The purpose of this study was to analysis the effect of investment on poverty in Indonesia using two analyzes : long-term equilibrium analysis with cointegration equation and short-term analysis with linear regression method ECM (Error Correction Model) period 1990-2016. Results show that domestic investment and foreign investment affect on poverty.
Indonesia generally has experienced a rapid and rapid urbanization process. Since the mid-1990s the absolute number of rural population in Indonesia has begun to decline and currently more than half the total population of Indonesia, except for some provinces, rural areas in Indonesia is relatively poorer than urban areas. Indonesia's rural poverty rate (the percentage of rural
population living below the national level of village poverty) fell to about 20 percent in the mid-1990s but soared when the Asian Financial Crisis occurred between 1997 and 1998, resulting in a 26 percent rise in value. After 2006, there has been a significant decrease in poverty rates both in rural and urban areas in Indonesia as shown in Table 1 below:
Source: World Bank and Badan Pusat Statistik (BPS), 2016
The table above shows that in 2005 and 2006 there was an increase in the percentage of poverty rate, of which 1.8% was for rural poverty, and 1.8% of urban poverty, mainly due to the fuel subsidy cut by the SBY administration at the end of the year 2005. The government does this because oil prices are increasing internationally, making the government forced to reduce fuel subsidies to ease the budget deficit. The consequence is double-digit inflation between 14 and 19 percent (yoy) occurred until October 2006.
Investment research has been undertaken by previous researchers, such as Lipsey and Sjoholm (2004) in his research that analyzed the role of foreign direct investment (FDI) in Indonesia contributing to employment for educated workers, and FDI also contributed to Indonesian manufacturing industry, from the technology side (Nasir, 2009:92). This study focuses not only on
FDI, but all existing investment, both domestic investment (including government investments) and foreign investment in poverty.
Poverty occurs not only because of the inability of income to meet consumption needs for decent living, as well as low levels of health and education, lack of security guarantees, and helplessness and low social strata. Khan (2010: 101) states: "Poverty is a dimension of income, including gender disparities, insecurity, powerlessness and social exclusion ".
The World Bank (1990) in its report to UN members entitled "Poverty and Human Development" says that: "The case for human development is not only or even primarily an economic one. "Human development is not only emphasized on the economic aspect, but more important is to prioritize the educational aspect universally for the self-interest of the poor to improve economic social life).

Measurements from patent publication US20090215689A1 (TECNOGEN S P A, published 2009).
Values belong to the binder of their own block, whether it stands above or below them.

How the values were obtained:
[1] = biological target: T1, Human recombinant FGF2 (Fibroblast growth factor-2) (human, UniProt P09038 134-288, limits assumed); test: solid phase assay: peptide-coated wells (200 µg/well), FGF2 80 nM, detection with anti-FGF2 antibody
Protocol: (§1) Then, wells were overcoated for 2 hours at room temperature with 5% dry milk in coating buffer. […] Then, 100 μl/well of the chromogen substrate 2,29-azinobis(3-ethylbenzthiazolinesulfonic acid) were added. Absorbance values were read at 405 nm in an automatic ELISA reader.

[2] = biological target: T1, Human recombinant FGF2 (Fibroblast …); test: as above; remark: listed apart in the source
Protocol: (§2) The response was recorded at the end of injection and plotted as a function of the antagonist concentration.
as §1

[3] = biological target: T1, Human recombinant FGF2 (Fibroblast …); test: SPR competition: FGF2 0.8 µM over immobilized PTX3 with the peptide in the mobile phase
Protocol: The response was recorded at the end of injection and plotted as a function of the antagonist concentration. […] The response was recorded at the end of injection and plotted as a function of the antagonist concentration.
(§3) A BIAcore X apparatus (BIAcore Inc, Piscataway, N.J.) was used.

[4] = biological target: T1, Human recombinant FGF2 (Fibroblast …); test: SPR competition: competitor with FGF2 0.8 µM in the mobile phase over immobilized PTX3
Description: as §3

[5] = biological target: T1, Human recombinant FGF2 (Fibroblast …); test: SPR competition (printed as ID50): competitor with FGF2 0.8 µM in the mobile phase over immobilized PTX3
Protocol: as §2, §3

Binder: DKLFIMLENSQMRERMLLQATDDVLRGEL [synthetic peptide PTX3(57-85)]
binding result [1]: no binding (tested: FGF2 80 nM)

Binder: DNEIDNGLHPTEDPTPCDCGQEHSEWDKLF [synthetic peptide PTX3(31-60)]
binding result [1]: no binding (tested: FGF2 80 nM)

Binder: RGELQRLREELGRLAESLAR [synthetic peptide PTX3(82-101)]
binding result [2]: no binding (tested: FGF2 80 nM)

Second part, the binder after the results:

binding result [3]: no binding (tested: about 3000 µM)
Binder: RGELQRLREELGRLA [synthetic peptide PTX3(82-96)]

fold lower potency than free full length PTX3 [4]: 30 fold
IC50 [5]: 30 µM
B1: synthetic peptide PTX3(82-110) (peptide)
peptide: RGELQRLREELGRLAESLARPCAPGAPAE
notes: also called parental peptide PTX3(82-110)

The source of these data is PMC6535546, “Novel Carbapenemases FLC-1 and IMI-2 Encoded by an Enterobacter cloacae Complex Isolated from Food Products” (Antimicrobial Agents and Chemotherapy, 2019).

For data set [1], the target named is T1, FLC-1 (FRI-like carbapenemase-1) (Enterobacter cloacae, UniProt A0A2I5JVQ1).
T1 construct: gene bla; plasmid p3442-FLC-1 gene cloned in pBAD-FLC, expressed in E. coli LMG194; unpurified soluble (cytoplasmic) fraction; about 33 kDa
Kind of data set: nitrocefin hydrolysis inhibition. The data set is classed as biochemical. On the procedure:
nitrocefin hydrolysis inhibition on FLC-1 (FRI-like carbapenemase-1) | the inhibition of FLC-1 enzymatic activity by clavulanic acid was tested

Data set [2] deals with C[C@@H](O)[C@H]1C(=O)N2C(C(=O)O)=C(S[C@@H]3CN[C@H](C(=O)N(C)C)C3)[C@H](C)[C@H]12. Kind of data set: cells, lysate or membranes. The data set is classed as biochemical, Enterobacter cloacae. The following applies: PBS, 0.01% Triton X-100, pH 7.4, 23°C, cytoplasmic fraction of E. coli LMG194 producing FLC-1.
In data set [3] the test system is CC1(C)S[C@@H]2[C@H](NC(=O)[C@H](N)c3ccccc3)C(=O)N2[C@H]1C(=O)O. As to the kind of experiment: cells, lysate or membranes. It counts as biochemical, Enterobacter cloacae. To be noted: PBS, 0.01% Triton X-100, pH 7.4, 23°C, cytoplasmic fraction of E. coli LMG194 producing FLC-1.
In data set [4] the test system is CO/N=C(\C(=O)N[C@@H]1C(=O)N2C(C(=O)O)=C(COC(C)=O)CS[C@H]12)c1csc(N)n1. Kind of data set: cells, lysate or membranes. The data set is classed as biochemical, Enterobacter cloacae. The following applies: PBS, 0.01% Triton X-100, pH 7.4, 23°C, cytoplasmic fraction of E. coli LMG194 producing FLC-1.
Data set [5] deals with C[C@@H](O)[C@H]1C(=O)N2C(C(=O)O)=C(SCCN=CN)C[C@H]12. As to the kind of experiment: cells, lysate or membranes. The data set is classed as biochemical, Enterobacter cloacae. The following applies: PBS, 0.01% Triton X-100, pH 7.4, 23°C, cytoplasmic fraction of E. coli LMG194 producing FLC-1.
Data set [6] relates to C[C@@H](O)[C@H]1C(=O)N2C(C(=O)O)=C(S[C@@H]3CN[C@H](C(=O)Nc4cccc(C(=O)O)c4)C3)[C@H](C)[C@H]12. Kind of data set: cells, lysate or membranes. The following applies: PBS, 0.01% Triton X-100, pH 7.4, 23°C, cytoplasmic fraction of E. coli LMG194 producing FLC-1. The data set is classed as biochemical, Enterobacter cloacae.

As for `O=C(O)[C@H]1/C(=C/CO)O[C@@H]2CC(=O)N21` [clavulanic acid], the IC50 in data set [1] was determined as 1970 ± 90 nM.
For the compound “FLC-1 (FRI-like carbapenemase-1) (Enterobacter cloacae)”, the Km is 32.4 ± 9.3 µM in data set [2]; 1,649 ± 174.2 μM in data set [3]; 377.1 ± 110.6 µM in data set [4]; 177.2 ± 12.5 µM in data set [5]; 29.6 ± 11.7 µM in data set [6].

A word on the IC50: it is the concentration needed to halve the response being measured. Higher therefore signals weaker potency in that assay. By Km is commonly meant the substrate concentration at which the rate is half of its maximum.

There are many explanations for the causes of poverty, but poverty is often linked to individual, or pathological causes, who see poverty as a result of the behavior, choice, or ability of the poor. Examples of poverty occur from behaviors and choices such as financial use that do not measure income, or the number of family members that is not proportional to household income. Sub-cultural causes (subcultural), where poverty occurs due to daily life, learned or run in the environment. Other examples such as poverty occur because of slavery, the consequences of others, war, government, and economy, as well as many other examples, even poverty is the result of social structure. Haughton (2007: 146) states "Poverty may be due to national, sector-specific, community, household, or individual characteristics".
Meanwhile, Chambers (1983: 149) asserted that the factors causing poverty are: the grid of poverty loss of rights or. wealth that is difficult to recover may be due to the urgency of need beyond its threshold of strength, such as predetermined expenditures, but the numbers are enormous, or suddenly faced with a great crisis. Typically the need to encourage someone in poverty, related to five things; customary obligations; disaster; physical disability, unproductive spending and extortion.
The above description shows that the cause of poverty is the internal factors of immediate needs that must be fulfilled but lack sufficient capability in trying to manage the resources possessed (inadequate skills, minimal level of education and others). External factors in the form of natural disasters such as the economic crisis, and the absence of a favorable policy in favor of opportunities and opportunities for the poor. Chamber (1983: 109) suggests five characteristics as disadventages covering the poor or poor families: (a) poverty, (b) physical weakness, (c) isolation, (d) powerlessness.
According to Greenee and Villamueva (1991), Everhart (2001), Agenor (2002), Kok and Ersoy (2009) that to explain fluctuations in private investment in developing countries, it is necessary to take into account the influence of a number of variables in addition to the known variables theoretically, because of differences in economic conditions between developed and developing countries. Assante (2000), examines the determinants of private investment behavior in Ghana from 1970 to 1992. Assuming that macroeconomic instability has become a major obstacle to private investment.
Research conducted by Ouattara (2004) in Senegal, examines the model determinants of long-term private investment over the period 1970 - 2000. First test the variables for the root unit using two, relative, new tests under the name Dickey-Fuller GLS de-trending test proposed by Eliot, et al (1996) and Ng-Perron test by Ng and Perron (2001). The long-term investment equation is derived using Johansen's cointegration technique. (Johansen, 1988; Johansen and Juselius, 1990) and the latest test approach proposed by Pesaran et al. (2001).